This is a reliable approach, and a flexible one when debugging. Every time you select a sub-menu, or to return to the main menu, the entire config is re-read and applied. So, you can test changes to the menu by navigating back and forth in it. This naturally implies that the vesamenu.c32 and sub-menu config files will need to be transferred over TFTP every time you change menus, but in regard of the flexibility it gives for changing the menu on-the-fly is in my eyes a big plus, and the final selling point for me is the fact that a borken sub-config will not break my entire setup.

The initial main menu configuration looks like this:

# /var/lib/tftpboot/pxelinux.cfg/default
DEFAULT vesamenu.c32
MENU INCLUDE menus/common.cfg
MENU TITLE PXE Boot menu 0.1

LABEL debian
        MENU LABEL ^1 Debian 
        TEXT HELP
Debian installers and live-boot options.
        ENDTEXT
        COM32 vesamenu.c32
        APPEND menus/debian.cfg

MENU SEPARATOR 

LABEL boot_hd0
        MENU LABEL Boot from first hard drive
        MENU DEFAULT
        TEXT HELP
Boots your system as normal from the first BIOS drive
        ENDTEXT
        COM32 chain.c32
        APPEND hd0

ONTIMEOUT boot_hd0
TIMEOUT 300

I choose to use the COM32 loader-keyword, opposed to KERNEL. Using KERNEL will normally auto-detect what type of image/boot-program it is trying to load by looking at the file suffix or magic number, it just feels more correct to say COM32 when I know that is what I am going to load.

Note that the pxelinux.cfg/default is the only configuration file in my setup that has the line “DEFAULT vesamenu.c32” included. This is because for all the sub-menus, the module is already loaded by being the actual image “booted”.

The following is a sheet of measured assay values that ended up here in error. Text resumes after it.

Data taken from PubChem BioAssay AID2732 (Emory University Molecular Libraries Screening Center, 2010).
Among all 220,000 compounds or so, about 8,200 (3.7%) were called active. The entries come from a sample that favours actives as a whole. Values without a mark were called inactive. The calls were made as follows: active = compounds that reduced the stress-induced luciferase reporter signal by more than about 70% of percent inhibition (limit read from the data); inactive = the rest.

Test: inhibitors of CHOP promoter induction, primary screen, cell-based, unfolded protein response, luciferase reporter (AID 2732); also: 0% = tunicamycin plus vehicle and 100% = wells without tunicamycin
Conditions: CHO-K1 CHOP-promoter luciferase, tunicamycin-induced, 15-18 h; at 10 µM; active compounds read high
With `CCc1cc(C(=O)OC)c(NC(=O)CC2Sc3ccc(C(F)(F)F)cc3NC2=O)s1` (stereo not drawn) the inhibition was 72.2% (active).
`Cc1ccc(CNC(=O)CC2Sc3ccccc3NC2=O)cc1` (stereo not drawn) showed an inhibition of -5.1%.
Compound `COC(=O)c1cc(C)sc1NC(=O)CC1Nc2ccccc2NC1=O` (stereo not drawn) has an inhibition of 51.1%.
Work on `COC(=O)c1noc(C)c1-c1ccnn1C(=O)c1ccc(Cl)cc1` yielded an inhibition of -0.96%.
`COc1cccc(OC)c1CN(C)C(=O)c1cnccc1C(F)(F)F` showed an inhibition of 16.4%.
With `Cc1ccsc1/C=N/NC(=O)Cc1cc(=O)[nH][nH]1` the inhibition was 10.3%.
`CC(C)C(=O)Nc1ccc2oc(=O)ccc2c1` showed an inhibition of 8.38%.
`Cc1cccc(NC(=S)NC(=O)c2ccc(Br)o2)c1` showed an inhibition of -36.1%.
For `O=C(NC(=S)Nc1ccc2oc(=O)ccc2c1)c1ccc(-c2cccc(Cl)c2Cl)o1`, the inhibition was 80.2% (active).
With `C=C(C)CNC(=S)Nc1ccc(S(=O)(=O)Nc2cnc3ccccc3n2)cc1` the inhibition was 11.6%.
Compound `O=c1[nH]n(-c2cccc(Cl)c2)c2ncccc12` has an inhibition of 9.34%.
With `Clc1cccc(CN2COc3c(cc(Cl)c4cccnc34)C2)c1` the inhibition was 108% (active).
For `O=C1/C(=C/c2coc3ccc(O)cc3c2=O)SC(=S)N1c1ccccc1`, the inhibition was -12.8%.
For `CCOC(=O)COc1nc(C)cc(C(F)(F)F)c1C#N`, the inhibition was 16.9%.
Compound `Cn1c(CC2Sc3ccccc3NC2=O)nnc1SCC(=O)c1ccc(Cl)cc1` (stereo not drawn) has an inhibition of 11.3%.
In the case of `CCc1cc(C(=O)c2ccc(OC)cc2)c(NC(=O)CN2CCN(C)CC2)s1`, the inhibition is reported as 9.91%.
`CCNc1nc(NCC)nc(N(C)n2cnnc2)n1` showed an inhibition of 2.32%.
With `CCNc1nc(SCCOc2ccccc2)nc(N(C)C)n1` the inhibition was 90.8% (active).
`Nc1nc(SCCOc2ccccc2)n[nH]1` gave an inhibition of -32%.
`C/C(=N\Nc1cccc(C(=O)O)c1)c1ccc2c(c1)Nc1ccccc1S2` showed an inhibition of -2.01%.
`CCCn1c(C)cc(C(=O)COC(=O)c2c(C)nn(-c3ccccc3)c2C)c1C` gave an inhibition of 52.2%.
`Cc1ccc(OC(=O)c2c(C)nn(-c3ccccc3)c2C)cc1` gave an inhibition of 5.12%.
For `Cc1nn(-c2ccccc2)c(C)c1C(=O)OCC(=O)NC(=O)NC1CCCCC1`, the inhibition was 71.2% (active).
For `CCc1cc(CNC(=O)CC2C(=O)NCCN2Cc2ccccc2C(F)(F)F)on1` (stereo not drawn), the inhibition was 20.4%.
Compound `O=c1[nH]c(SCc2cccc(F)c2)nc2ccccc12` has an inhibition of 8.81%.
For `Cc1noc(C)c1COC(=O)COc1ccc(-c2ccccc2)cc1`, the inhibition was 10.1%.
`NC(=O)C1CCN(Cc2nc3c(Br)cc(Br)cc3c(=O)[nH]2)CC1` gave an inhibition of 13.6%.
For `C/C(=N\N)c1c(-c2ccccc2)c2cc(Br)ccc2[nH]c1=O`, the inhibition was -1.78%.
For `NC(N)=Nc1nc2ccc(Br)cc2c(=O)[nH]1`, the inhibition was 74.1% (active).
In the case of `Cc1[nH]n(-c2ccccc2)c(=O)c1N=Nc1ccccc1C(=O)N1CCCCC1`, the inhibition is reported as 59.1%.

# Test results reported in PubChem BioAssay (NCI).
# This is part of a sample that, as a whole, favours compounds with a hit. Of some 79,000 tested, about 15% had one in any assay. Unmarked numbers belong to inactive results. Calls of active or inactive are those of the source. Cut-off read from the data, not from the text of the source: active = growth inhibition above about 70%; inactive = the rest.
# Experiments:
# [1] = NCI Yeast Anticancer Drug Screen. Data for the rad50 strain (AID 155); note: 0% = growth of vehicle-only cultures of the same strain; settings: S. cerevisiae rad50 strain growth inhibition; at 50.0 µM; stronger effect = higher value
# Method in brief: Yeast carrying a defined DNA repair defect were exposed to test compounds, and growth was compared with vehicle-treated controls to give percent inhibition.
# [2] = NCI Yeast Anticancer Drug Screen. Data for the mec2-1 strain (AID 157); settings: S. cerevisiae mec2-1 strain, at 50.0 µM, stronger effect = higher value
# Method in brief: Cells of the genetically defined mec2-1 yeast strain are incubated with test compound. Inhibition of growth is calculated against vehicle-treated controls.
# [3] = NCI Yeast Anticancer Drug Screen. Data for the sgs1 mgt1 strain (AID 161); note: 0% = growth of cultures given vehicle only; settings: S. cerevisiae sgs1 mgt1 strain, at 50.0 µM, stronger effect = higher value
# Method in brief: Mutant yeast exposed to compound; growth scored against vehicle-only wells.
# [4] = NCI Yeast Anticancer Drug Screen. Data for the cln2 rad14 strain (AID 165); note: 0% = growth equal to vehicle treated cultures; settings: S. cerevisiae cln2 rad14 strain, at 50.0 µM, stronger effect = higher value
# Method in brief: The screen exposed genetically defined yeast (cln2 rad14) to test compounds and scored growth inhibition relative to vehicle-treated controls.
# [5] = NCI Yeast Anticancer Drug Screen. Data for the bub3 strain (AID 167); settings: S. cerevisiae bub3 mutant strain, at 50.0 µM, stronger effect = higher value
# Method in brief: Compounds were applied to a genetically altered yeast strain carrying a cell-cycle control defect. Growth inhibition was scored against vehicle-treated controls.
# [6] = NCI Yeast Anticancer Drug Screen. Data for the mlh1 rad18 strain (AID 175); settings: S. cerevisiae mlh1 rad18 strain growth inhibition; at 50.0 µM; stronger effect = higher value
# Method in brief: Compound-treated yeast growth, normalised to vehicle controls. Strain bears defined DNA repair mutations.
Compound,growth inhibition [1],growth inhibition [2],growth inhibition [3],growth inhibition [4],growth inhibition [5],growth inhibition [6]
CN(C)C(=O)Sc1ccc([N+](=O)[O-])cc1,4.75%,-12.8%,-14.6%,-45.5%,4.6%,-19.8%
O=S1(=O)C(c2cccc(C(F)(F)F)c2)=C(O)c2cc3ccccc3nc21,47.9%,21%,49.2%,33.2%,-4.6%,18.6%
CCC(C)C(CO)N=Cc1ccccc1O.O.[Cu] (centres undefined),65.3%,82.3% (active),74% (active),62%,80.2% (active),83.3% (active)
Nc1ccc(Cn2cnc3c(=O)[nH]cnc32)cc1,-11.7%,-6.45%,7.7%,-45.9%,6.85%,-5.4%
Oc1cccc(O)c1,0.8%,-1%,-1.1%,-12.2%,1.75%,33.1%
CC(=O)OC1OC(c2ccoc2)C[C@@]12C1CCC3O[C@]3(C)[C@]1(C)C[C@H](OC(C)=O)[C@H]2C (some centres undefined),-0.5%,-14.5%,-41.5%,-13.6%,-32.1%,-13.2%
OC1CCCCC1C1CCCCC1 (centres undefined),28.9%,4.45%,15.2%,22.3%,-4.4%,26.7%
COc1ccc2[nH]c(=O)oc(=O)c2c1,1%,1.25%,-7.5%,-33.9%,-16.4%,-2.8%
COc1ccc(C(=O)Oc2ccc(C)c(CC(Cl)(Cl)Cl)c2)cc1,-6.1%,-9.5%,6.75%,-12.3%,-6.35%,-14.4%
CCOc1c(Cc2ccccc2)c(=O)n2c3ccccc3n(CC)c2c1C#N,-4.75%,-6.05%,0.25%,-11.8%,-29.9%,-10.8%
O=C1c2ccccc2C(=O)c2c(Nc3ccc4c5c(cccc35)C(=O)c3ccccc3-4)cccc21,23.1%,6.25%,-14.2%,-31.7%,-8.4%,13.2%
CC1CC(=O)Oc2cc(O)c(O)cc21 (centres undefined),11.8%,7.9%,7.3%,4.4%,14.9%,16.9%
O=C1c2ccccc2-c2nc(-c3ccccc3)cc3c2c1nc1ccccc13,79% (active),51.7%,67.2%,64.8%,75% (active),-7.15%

In all the sub-menus, I include a “Return to Main Menu” option on the top, to loads the default config and thus the main menu.

# /var/lib/tftpboot/menus/debian.cfg
MENU INCLUDE menus/common.cfg
MENU TITLE Debian Installers

LABEL mainmenu
        MENU LABEL ^R Return to Main Menu
        COM32 vesamenu.c32
        APPEND ~

MENU SEPARATOR

LABEL lenny_i386_install
        MENU LABEL ^1 Debian Lenny i386 netinstall
        KERNEL debian/lenny/i386/linux
        APPEND vga=normal initrd=debian/lenny/i386/initrd.gz  --

TIMEOUT 900

In the menus I am extensively using hotkeys. Hotkeys are identified my a caret (^) directly infront of the character used as the hot-key. Hotkeys should be in the A-Z,0-9 range, to make sure that you are independent of misc keyboard layouts. Hotkeys can also (naturally) only be assigned once in a single menu. If you asssign the same hotkey to multiple options, they will display as hot-keys, but none of them will be selected by pressing the key.

Seeing how I load the menus using the COM32 keyword with an APPEND line, you should be able to notice that there is really no limit on how deep you can nest your menus, and that it is fully possible to use the same menu as a “sub” in multiple places.